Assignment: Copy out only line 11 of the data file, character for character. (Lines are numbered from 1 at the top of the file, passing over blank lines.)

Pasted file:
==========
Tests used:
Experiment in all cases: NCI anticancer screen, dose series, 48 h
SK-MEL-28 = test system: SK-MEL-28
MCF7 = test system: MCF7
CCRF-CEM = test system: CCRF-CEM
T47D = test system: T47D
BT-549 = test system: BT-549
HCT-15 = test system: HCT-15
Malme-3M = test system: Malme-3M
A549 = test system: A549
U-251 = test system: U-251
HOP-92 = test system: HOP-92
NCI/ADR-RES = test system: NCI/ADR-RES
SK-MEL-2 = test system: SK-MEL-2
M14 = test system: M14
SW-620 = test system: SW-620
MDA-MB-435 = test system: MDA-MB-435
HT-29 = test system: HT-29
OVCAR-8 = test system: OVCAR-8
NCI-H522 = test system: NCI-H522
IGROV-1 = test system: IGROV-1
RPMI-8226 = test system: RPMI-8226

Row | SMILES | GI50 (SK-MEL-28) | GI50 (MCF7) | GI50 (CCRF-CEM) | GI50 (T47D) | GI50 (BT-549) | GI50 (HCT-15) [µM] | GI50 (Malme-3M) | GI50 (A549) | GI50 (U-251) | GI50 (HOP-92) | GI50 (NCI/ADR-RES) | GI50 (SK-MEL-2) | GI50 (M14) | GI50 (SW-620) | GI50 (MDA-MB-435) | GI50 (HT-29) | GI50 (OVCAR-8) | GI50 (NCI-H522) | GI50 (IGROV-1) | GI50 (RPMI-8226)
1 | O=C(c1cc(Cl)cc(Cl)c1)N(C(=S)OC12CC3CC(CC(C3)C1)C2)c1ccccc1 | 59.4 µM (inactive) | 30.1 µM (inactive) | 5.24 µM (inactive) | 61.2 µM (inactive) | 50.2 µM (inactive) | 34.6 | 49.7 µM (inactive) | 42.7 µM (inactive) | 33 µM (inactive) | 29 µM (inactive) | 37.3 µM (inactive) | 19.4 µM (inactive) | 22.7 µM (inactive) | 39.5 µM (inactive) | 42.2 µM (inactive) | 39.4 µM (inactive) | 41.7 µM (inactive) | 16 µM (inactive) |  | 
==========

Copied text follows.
U-251 = test system: U-251